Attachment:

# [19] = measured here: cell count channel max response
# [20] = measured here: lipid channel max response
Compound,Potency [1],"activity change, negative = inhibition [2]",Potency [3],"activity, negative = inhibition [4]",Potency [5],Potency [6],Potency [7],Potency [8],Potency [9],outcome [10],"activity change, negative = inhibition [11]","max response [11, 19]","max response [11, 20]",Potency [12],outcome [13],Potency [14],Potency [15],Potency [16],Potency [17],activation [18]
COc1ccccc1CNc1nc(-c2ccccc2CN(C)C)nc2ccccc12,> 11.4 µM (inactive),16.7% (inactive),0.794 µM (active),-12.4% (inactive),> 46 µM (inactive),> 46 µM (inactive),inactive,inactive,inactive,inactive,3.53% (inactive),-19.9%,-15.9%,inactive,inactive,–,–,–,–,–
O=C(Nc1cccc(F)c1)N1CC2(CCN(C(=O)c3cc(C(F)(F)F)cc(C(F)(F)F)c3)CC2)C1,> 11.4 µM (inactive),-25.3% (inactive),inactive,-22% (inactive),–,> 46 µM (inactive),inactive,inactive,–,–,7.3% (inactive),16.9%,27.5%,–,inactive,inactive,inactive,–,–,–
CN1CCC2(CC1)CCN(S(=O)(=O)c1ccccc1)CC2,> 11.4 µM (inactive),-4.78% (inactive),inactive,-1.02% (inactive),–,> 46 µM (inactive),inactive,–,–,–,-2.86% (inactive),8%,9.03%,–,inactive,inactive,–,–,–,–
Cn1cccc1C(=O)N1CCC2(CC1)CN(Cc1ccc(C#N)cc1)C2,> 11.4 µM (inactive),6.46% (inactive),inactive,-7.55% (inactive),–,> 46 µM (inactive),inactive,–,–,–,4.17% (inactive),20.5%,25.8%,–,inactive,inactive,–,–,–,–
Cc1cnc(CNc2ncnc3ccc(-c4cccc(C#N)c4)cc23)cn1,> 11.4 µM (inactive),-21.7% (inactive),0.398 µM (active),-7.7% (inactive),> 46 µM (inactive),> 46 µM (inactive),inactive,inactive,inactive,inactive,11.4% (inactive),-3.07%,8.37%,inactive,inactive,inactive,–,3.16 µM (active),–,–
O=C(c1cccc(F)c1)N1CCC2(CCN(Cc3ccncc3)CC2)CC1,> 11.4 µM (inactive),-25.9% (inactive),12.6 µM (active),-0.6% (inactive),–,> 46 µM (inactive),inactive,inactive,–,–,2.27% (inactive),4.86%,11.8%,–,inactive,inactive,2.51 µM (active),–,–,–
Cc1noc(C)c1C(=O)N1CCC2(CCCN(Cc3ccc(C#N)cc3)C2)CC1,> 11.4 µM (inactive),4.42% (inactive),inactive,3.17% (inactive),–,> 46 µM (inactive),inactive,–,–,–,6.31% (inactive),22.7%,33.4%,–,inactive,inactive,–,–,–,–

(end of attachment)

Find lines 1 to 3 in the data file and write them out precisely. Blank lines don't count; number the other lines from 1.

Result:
# [19] = measured here: cell count channel max response
# [20] = measured here: lipid channel max response
Compound,Potency [1],"activity change, negative = inhibition [2]",Potency [3],"activity, negative = inhibition [4]",Potency [5],Potency [6],Potency [7],Potency [8],Potency [9],outcome [10],"activity change, negative = inhibition [11]","max response [11, 19]","max response [11, 20]",Potency [12],outcome [13],Potency [14],Potency [15],Potency [16],Potency [17],activation [18]